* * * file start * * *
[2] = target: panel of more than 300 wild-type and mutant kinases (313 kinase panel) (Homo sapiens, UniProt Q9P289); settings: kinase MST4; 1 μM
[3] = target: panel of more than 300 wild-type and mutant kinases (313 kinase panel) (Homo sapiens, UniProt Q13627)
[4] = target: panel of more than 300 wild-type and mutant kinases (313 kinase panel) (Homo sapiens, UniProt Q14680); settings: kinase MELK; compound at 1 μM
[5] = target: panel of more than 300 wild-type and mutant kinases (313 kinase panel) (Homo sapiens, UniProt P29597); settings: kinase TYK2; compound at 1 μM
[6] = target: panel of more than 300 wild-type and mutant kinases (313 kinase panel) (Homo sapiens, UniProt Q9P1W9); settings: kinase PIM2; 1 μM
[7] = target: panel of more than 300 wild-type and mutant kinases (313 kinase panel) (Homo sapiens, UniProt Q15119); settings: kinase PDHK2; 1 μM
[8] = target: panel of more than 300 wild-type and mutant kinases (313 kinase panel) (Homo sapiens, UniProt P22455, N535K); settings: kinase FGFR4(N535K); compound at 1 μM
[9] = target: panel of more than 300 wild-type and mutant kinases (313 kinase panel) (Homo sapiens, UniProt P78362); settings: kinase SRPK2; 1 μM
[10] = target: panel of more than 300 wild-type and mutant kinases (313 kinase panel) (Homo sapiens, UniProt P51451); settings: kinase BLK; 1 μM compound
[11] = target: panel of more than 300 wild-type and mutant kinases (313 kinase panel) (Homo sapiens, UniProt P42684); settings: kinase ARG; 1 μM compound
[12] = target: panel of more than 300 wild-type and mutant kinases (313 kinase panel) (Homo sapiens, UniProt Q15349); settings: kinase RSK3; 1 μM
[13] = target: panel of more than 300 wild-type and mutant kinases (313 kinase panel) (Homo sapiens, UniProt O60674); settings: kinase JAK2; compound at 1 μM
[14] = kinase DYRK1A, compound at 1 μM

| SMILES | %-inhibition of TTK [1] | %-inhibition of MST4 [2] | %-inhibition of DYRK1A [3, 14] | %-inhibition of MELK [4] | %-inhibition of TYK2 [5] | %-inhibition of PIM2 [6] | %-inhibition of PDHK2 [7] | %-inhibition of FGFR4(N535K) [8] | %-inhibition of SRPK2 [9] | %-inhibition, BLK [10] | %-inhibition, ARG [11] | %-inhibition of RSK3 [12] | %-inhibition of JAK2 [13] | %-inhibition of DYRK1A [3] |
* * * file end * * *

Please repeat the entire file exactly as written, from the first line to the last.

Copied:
[2] = target: panel of more than 300 wild-type and mutant kinases (313 kinase panel) (Homo sapiens, UniProt Q9P289); settings: kinase MST4; 1 μM
[3] = target: panel of more than 300 wild-type and mutant kinases (313 kinase panel) (Homo sapiens, UniProt Q13627)
[4] = target: panel of more than 300 wild-type and mutant kinases (313 kinase panel) (Homo sapiens, UniProt Q14680); settings: kinase MELK; compound at 1 μM
[5] = target: panel of more than 300 wild-type and mutant kinases (313 kinase panel) (Homo sapiens, UniProt P29597); settings: kinase TYK2; compound at 1 μM
[6] = target: panel of more than 300 wild-type and mutant kinases (313 kinase panel) (Homo sapiens, UniProt Q9P1W9); settings: kinase PIM2; 1 μM
[7] = target: panel of more than 300 wild-type and mutant kinases (313 kinase panel) (Homo sapiens, UniProt Q15119); settings: kinase PDHK2; 1 μM
[8] = target: panel of more than 300 wild-type and mutant kinases (313 kinase panel) (Homo sapiens, UniProt P22455, N535K); settings: kinase FGFR4(N535K); compound at 1 μM
[9] = target: panel of more than 300 wild-type and mutant kinases (313 kinase panel) (Homo sapiens, UniProt P78362); settings: kinase SRPK2; 1 μM
[10] = target: panel of more than 300 wild-type and mutant kinases (313 kinase panel) (Homo sapiens, UniProt P51451); settings: kinase BLK; 1 μM compound
[11] = target: panel of more than 300 wild-type and mutant kinases (313 kinase panel) (Homo sapiens, UniProt P42684); settings: kinase ARG; 1 μM compound
[12] = target: panel of more than 300 wild-type and mutant kinases (313 kinase panel) (Homo sapiens, UniProt Q15349); settings: kinase RSK3; 1 μM
[13] = target: panel of more than 300 wild-type and mutant kinases (313 kinase panel) (Homo sapiens, UniProt O60674); settings: kinase JAK2; compound at 1 μM
[14] = kinase DYRK1A, compound at 1 μM

| SMILES | %-inhibition of TTK [1] | %-inhibition of MST4 [2] | %-inhibition of DYRK1A [3, 14] | %-inhibition of MELK [4] | %-inhibition of TYK2 [5] | %-inhibition of PIM2 [6] | %-inhibition of PDHK2 [7] | %-inhibition of FGFR4(N535K) [8] | %-inhibition of SRPK2 [9] | %-inhibition, BLK [10] | %-inhibition, ARG [11] | %-inhibition of RSK3 [12] | %-inhibition of JAK2 [13] | %-inhibition of DYRK1A [3] |